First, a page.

The U.S. Geological Survey confirmed that the blast from a meteor caused a 2.0 earthquake over Detroit and southeast Michigan on Tuesday night around 8:10 pm. The earthquake was recorded 8 kilometers west-southwest of New Haven, according to the USGS.
The meteor lit up the sky and social media was flooded with videos of its blinding light. The American Meteorological Society (AMS) reported 355 sightings. Sightings were reported in Missouri, Illinois, Pennsylvania, Ohio, Indiana, and Ontario, Canada.
This was a very slow moving meteor – speed of about 28,000 miles per hour (45,000km/hour). This fact, combined with the brightness of the meteor (which suggests a fairly big space rock), shows that the object penetrated deep into the atmosphere before it broke apart (which produced the sounds heard by at least 77 observers). It is likely that there are meteorites on the ground near this region.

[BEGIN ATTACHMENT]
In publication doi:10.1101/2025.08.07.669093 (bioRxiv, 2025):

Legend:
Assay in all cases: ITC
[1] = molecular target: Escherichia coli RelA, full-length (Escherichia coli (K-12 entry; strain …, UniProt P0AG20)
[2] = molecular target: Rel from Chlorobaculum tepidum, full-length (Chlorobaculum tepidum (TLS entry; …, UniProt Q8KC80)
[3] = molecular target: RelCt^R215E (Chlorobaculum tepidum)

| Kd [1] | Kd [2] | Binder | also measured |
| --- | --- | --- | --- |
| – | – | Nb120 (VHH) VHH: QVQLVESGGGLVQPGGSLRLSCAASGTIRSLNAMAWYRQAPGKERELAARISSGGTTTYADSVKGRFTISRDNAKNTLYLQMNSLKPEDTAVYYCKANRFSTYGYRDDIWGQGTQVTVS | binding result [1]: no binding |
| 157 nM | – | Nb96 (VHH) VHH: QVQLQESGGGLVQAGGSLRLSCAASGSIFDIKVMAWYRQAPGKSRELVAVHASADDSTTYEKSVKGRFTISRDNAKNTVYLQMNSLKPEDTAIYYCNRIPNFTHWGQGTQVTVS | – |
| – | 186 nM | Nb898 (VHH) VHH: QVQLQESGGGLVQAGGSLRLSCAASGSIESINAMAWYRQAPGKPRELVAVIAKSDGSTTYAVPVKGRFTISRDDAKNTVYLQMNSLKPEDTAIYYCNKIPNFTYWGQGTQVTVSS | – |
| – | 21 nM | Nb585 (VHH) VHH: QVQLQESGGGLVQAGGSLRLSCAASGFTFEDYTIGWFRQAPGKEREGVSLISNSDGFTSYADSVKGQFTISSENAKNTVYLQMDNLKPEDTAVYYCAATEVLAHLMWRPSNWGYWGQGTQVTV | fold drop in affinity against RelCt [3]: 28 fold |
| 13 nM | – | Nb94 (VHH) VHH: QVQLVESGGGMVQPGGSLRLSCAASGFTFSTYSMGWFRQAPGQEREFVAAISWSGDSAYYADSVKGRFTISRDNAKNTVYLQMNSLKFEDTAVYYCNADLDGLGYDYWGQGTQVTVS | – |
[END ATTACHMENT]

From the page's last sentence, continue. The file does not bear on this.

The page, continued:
After reviewing several observational datasets, the NWS can confirm the flash and boom was NOT thunder or lightning, but instead a likely meteor. We continue to monitor feeds from astronomical agencies for official confirmation of a meteor. #miwx
— NWS Detroit (@NWSDetroit) January 17, 2018
Here are some videos of the meteor:
— Karmin Lowe (@LoweKarmin) January 17, 2018
— Topher No Grace (@topherlaine) January 17, 2018
Saw something moving across the sky. Can first notice it over my neighbors garage moving from right to left. pic.twitter.com/hyVfUt3m5z
— Kevin Colbert (@kgcolbert1) January 17, 2018